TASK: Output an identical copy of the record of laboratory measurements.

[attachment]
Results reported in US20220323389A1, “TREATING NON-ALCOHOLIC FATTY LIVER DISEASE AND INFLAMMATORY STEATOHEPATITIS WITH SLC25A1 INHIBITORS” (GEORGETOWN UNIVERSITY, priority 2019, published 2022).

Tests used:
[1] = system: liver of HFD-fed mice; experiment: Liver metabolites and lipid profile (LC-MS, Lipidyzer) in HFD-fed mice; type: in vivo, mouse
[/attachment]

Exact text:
Results reported in US20220323389A1, “TREATING NON-ALCOHOLIC FATTY LIVER DISEASE AND INFLAMMATORY STEATOHEPATITIS WITH SLC25A1 INHIBITORS” (GEORGETOWN UNIVERSITY, priority 2019, published 2022).

Tests used:
[1] = system: liver of HFD-fed mice; experiment: Liver metabolites and lipid profile (LC-MS, Lipidyzer) in HFD-fed mice; type: in vivo, mouse